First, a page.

Will their performances in Spain look dramatically different? Will the races in the Basque country serve as a bellwether of the season to come? And furthermore, will there be a season to come?

At the start line on Thursday, Moolman-Pasio will be one of the only riders in the peloton with 2020 palmares to her name; the South African took to virtual racing during the lockdown and scored victories at Zwift’s Zwift Classics, Tour for All, and the Virtual Tour de France series. Her pivot to eracing was a way to carve out an advantage over other riders who might have felt unmotivated by a lack of in-real-life racing.

Moolman-Pasio’s virtual victories also translated to gains outside, as well. On May 2, just as Spain lifted its lockdown restrictions, she broke her own best time on Girona’s famed Rocacorba climb.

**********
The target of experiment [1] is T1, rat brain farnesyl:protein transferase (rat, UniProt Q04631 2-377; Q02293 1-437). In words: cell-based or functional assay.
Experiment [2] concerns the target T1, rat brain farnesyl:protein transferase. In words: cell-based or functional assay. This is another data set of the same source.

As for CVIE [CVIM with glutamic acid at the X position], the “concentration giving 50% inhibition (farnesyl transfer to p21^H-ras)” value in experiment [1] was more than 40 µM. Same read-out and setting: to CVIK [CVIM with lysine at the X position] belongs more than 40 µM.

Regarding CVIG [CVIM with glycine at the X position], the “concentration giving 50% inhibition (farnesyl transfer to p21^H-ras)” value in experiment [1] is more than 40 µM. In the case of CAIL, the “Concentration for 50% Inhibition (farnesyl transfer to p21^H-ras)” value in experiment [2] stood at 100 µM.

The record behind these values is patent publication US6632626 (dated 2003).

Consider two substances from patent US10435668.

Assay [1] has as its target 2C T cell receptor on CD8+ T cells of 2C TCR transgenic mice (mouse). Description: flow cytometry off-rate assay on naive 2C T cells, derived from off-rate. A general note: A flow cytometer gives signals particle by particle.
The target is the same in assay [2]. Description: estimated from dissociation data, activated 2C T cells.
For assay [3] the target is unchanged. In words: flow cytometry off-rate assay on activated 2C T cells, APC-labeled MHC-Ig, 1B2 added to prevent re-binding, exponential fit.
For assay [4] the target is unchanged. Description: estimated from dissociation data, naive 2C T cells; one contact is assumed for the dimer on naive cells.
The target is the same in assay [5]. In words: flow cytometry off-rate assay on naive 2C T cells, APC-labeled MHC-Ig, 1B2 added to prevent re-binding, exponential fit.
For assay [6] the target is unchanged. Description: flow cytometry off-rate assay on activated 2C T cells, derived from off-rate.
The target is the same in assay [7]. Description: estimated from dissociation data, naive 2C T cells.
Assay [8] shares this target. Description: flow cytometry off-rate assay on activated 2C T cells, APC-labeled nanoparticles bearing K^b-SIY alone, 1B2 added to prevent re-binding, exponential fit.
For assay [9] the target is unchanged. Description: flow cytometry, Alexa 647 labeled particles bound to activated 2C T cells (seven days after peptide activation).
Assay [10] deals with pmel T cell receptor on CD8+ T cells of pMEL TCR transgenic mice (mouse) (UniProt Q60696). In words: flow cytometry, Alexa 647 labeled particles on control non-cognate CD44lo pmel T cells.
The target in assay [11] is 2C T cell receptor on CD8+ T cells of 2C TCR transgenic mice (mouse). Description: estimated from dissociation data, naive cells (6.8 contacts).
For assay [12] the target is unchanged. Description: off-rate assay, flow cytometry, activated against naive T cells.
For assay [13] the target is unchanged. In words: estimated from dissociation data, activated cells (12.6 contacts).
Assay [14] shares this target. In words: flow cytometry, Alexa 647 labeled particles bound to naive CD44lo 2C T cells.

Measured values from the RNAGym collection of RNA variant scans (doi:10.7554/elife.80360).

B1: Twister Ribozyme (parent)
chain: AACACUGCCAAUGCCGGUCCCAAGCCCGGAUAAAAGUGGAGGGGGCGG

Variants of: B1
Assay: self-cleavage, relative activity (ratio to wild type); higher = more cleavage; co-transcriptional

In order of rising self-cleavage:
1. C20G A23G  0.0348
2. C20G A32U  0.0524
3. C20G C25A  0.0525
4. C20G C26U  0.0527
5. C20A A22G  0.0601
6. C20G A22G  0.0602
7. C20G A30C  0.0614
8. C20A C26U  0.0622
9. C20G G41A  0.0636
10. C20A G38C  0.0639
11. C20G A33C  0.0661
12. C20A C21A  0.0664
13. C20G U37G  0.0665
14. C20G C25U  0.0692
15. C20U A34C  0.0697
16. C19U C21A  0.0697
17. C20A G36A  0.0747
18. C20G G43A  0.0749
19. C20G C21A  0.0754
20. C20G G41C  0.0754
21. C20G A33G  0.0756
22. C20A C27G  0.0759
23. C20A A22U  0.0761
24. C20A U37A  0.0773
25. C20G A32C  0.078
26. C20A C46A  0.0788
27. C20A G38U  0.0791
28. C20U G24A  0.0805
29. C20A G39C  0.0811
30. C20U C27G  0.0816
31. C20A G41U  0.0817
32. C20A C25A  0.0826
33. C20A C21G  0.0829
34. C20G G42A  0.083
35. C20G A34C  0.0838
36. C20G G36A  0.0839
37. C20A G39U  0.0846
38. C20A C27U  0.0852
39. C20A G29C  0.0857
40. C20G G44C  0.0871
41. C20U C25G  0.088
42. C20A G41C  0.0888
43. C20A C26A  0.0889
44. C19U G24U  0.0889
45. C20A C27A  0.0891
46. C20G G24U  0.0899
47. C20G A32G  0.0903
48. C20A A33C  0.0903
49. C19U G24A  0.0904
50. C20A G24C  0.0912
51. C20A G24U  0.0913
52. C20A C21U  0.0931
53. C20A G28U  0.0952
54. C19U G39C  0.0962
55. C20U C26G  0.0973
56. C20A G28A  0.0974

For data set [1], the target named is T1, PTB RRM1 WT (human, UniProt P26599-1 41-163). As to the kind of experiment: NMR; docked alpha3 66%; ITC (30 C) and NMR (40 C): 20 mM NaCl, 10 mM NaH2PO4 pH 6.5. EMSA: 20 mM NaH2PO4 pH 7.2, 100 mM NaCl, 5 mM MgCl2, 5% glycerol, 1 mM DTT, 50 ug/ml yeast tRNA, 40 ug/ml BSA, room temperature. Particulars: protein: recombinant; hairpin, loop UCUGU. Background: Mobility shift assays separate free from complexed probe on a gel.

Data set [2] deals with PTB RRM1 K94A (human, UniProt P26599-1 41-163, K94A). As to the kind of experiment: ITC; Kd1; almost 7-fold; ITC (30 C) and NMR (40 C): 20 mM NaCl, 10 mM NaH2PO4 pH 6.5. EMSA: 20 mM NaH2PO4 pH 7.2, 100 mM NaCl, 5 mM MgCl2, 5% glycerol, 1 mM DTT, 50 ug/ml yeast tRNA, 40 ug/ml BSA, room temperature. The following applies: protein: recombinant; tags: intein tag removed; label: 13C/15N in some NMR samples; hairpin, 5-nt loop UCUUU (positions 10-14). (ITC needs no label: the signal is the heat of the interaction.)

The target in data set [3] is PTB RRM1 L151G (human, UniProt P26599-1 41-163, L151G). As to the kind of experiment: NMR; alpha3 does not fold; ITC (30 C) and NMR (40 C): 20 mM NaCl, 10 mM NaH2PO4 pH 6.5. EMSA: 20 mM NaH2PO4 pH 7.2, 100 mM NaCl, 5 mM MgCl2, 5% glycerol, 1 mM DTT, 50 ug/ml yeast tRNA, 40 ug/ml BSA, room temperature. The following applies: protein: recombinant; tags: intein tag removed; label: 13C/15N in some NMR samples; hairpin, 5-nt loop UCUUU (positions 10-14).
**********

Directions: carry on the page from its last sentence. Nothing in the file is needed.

“I decided, ‘well, OK, all this great work I’ve done on the trainer and on Zwift, let’s see how it relates to outdoor cycling,'” she said. “I managed to improve my time by like three and a half minutes, so I set a time of 31:09 fresh out of lockdown. It was a pretty cool experience.”

Of course Strava segments and accolades in eracing are no guarantee for success at the start line. Kennedy has spent the past four months in decidedly different circumstances yet also feels like she’s coming into the season at peak fitness.

“I live in a very warm part of Australia where training conditions were perfect, and I was able to train outside the whole time,” Kennedy said. “I had a very consistent training block, and all signs are positive.”